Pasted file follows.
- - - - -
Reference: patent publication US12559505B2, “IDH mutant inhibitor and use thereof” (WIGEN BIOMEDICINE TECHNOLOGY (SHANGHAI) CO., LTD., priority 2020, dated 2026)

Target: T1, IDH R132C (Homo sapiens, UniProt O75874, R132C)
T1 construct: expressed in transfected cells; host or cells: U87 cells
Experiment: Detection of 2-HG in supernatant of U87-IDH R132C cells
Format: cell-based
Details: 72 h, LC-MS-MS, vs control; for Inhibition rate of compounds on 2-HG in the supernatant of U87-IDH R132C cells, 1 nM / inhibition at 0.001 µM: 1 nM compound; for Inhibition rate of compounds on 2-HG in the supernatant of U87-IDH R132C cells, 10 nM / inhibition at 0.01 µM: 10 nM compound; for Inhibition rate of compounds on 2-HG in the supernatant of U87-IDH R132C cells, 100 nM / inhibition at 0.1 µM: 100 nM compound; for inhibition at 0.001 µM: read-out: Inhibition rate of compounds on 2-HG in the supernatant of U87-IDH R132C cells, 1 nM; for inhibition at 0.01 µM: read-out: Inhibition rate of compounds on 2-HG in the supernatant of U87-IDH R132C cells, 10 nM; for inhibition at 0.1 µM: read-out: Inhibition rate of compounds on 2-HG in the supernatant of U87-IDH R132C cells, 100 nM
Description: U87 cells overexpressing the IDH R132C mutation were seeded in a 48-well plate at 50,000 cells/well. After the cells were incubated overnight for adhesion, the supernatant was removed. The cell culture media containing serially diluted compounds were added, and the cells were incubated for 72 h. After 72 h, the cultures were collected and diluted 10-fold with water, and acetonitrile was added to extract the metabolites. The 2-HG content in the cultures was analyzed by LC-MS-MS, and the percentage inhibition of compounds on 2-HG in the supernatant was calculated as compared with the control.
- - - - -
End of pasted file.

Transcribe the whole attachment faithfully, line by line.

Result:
Reference: patent publication US12559505B2, “IDH mutant inhibitor and use thereof” (WIGEN BIOMEDICINE TECHNOLOGY (SHANGHAI) CO., LTD., priority 2020, dated 2026)

Target: T1, IDH R132C (Homo sapiens, UniProt O75874, R132C)
T1 construct: expressed in transfected cells; host or cells: U87 cells
Experiment: Detection of 2-HG in supernatant of U87-IDH R132C cells
Format: cell-based
Details: 72 h, LC-MS-MS, vs control; for Inhibition rate of compounds on 2-HG in the supernatant of U87-IDH R132C cells, 1 nM / inhibition at 0.001 µM: 1 nM compound; for Inhibition rate of compounds on 2-HG in the supernatant of U87-IDH R132C cells, 10 nM / inhibition at 0.01 µM: 10 nM compound; for Inhibition rate of compounds on 2-HG in the supernatant of U87-IDH R132C cells, 100 nM / inhibition at 0.1 µM: 100 nM compound; for inhibition at 0.001 µM: read-out: Inhibition rate of compounds on 2-HG in the supernatant of U87-IDH R132C cells, 1 nM; for inhibition at 0.01 µM: read-out: Inhibition rate of compounds on 2-HG in the supernatant of U87-IDH R132C cells, 10 nM; for inhibition at 0.1 µM: read-out: Inhibition rate of compounds on 2-HG in the supernatant of U87-IDH R132C cells, 100 nM
Description: U87 cells overexpressing the IDH R132C mutation were seeded in a 48-well plate at 50,000 cells/well. After the cells were incubated overnight for adhesion, the supernatant was removed. The cell culture media containing serially diluted compounds were added, and the cells were incubated for 72 h. After 72 h, the cultures were collected and diluted 10-fold with water, and acetonitrile was added to extract the metabolites. The 2-HG content in the cultures was analyzed by LC-MS-MS, and the percentage inhibition of compounds on 2-HG in the supernatant was calculated as compared with the control.